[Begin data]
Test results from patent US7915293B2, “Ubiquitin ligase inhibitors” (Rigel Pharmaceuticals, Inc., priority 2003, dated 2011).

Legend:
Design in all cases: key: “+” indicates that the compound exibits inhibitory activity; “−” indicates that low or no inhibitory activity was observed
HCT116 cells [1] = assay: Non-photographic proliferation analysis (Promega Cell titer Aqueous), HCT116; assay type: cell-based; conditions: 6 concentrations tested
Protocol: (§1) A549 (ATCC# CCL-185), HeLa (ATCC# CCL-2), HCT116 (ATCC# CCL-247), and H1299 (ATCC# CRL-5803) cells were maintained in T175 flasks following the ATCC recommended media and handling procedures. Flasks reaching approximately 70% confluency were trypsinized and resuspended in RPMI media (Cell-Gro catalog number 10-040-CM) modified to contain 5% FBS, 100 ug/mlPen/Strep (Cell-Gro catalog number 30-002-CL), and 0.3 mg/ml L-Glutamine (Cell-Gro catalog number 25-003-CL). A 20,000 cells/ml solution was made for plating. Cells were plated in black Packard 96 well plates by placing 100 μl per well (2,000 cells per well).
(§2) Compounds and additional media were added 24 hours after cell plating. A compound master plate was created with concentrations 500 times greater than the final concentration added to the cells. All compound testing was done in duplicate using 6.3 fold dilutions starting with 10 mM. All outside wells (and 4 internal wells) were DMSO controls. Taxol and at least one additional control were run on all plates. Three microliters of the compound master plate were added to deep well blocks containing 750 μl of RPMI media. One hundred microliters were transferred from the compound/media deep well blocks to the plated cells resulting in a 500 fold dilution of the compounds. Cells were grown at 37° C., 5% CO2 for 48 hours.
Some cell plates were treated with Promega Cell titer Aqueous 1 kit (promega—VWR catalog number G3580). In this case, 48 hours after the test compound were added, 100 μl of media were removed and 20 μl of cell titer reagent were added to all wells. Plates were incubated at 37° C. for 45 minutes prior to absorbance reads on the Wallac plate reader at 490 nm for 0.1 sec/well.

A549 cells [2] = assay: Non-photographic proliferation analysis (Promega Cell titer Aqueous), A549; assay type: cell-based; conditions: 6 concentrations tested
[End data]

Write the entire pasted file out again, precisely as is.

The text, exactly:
Test results from patent US7915293B2, “Ubiquitin ligase inhibitors” (Rigel Pharmaceuticals, Inc., priority 2003, dated 2011).

Legend:
Design in all cases: key: “+” indicates that the compound exibits inhibitory activity; “−” indicates that low or no inhibitory activity was observed
HCT116 cells [1] = assay: Non-photographic proliferation analysis (Promega Cell titer Aqueous), HCT116; assay type: cell-based; conditions: 6 concentrations tested
Protocol: (§1) A549 (ATCC# CCL-185), HeLa (ATCC# CCL-2), HCT116 (ATCC# CCL-247), and H1299 (ATCC# CRL-5803) cells were maintained in T175 flasks following the ATCC recommended media and handling procedures. Flasks reaching approximately 70% confluency were trypsinized and resuspended in RPMI media (Cell-Gro catalog number 10-040-CM) modified to contain 5% FBS, 100 ug/mlPen/Strep (Cell-Gro catalog number 30-002-CL), and 0.3 mg/ml L-Glutamine (Cell-Gro catalog number 25-003-CL). A 20,000 cells/ml solution was made for plating. Cells were plated in black Packard 96 well plates by placing 100 μl per well (2,000 cells per well).
(§2) Compounds and additional media were added 24 hours after cell plating. A compound master plate was created with concentrations 500 times greater than the final concentration added to the cells. All compound testing was done in duplicate using 6.3 fold dilutions starting with 10 mM. All outside wells (and 4 internal wells) were DMSO controls. Taxol and at least one additional control were run on all plates. Three microliters of the compound master plate were added to deep well blocks containing 750 μl of RPMI media. One hundred microliters were transferred from the compound/media deep well blocks to the plated cells resulting in a 500 fold dilution of the compounds. Cells were grown at 37° C., 5% CO2 for 48 hours.
Some cell plates were treated with Promega Cell titer Aqueous 1 kit (promega—VWR catalog number G3580). In this case, 48 hours after the test compound were added, 100 μl of media were removed and 20 μl of cell titer reagent were added to all wells. Plates were incubated at 37° C. for 45 minutes prior to absorbance reads on the Wallac plate reader at 490 nm for 0.1 sec/well.

A549 cells [2] = assay: Non-photographic proliferation analysis (Promega Cell titer Aqueous), A549; assay type: cell-based; conditions: 6 concentrations tested